In most states the assets and liabilities of both parties in a marriage are shared equally. The exception to this is the assets or liabilities that are owned/owed prior to the marriage. This rule does now however reach as far as loans established by a third party as such. Co-signing a loan has an adverse affect on the co-signer ONLY if the principle borrower of the loan defaults on the loan. If the loan is paid off, the co-signer is off the hook. Co-signing loans have no benefit whatsoever for the co-signer but they bear all the risks. Your credit score will not be improved for a payed off loan but would be affected negatively should the loan be defaulted on. Also, if you are the co-signer on a loan and then apply for a loan for yourself (and your spouse) your overall credit worthiness will be reduced by the amount of the co-signed loan, after all you are responsible or that loan should the other party default. For example, let say that you want to buy a house and looking to get a loan for $150,000. As of today the bank looks at your 'credit worthiness' and decides that you qualify for $155,000. Now, if you co-signed a loan for say $15,000 for someone else, and the banker was to examine your 'credit worthiness' that amount would be reduced to $140,00 and not be enough to purchase the home. Co-signers get no benefit but take all the risks.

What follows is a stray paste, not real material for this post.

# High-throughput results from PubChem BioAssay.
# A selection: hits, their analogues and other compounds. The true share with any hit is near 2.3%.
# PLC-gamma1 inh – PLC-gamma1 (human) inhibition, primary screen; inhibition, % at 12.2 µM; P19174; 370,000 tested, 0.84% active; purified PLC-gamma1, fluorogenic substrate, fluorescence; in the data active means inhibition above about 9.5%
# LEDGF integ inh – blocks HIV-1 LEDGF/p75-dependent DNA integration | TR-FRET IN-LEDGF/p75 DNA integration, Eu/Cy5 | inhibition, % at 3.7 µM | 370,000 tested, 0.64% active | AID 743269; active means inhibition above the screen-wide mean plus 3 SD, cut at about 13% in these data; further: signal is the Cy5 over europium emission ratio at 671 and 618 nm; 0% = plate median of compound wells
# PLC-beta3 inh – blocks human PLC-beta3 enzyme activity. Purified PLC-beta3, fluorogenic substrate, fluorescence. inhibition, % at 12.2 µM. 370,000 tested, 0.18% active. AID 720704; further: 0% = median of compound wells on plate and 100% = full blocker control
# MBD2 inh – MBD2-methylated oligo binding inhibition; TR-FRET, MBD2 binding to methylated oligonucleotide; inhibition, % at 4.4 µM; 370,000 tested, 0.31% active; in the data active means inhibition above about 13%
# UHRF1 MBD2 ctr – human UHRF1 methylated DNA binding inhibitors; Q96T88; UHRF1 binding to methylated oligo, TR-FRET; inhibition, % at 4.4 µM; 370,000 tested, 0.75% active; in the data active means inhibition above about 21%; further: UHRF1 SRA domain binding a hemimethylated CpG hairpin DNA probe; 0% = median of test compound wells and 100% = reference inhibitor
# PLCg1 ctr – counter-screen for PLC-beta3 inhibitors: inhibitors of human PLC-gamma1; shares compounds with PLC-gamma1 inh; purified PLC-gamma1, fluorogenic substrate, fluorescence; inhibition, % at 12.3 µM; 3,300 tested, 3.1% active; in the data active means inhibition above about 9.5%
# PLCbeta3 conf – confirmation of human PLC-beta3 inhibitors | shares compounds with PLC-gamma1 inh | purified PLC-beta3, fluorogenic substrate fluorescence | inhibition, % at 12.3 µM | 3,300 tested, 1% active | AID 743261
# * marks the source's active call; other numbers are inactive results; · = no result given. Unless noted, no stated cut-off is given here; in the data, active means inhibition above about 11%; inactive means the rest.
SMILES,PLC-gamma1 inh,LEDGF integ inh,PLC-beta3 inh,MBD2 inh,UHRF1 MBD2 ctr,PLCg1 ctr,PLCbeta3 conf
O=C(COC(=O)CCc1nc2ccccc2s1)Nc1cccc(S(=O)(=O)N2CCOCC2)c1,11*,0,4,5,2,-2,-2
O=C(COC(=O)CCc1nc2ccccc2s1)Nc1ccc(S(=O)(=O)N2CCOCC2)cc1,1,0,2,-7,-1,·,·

So... can your spouse stop you? No. Does your decision to co-sign affect the finacials of your marriage? Yes. Could you become responsible for the loan and therefore it could impact your ability to pay your own bills? Yes. If the person who you are co-signing for was not a bad risk, then they wouldn't need a co-signer. Should any decision that you make that could have a negative impact, with no positive outcome possible, be made with out agreement between you and your spouse? I would think not.
Should the borrower default on the loan and your financial status was negatively affected, would your marriage surrive that kind of stress? And, do you want to put that kind of stress on your marriage?
Sadly, it depends on whether your spouse will agree to stop the other relationship immediately and work on the relationship with you. If not, or if you believe you cannot forgive the error, then your marriage is over.
No. In Western countries a spouse cannot force their spouse to stay married. The divorce can proceed even if one party wants to stay married.
No. In the United States you cannot force your spouse to remain married to you if they wish to dissolve the marriage.No. In the United States you cannot force your spouse to remain married to you if they wish to dissolve the marriage.No. In the United States you cannot force your spouse to remain married to you if they wish to dissolve the marriage.No. In the United States you cannot force your spouse to remain married to you if they wish to dissolve the marriage.